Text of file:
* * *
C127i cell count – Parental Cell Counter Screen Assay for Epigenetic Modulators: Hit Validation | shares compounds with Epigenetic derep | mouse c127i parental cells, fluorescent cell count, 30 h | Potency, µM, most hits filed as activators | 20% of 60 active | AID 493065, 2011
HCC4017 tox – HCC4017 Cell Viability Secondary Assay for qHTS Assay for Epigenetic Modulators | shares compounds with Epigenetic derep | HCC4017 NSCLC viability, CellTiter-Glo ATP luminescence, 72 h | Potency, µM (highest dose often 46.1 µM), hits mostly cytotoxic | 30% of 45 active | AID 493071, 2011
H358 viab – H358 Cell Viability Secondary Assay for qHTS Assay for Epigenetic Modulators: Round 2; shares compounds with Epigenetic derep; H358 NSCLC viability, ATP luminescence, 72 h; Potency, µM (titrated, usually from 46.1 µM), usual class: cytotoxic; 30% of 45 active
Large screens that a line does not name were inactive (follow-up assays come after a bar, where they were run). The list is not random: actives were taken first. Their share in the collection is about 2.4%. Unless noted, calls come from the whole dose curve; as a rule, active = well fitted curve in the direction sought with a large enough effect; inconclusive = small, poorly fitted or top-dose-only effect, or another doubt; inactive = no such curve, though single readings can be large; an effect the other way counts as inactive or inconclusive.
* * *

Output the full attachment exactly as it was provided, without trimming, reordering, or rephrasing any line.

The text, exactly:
C127i cell count – Parental Cell Counter Screen Assay for Epigenetic Modulators: Hit Validation | shares compounds with Epigenetic derep | mouse c127i parental cells, fluorescent cell count, 30 h | Potency, µM, most hits filed as activators | 20% of 60 active | AID 493065, 2011
HCC4017 tox – HCC4017 Cell Viability Secondary Assay for qHTS Assay for Epigenetic Modulators | shares compounds with Epigenetic derep | HCC4017 NSCLC viability, CellTiter-Glo ATP luminescence, 72 h | Potency, µM (highest dose often 46.1 µM), hits mostly cytotoxic | 30% of 45 active | AID 493071, 2011
H358 viab – H358 Cell Viability Secondary Assay for qHTS Assay for Epigenetic Modulators: Round 2; shares compounds with Epigenetic derep; H358 NSCLC viability, ATP luminescence, 72 h; Potency, µM (titrated, usually from 46.1 µM), usual class: cytotoxic; 30% of 45 active
Large screens that a line does not name were inactive (follow-up assays come after a bar, where they were run). The list is not random: actives were taken first. Their share in the collection is about 2.4%. Unless noted, calls come from the whole dose curve; as a rule, active = well fitted curve in the direction sought with a large enough effect; inconclusive = small, poorly fitted or top-dose-only effect, or another doubt; inactive = no such curve, though single readings can be large; an effect the other way counts as inactive or inconclusive.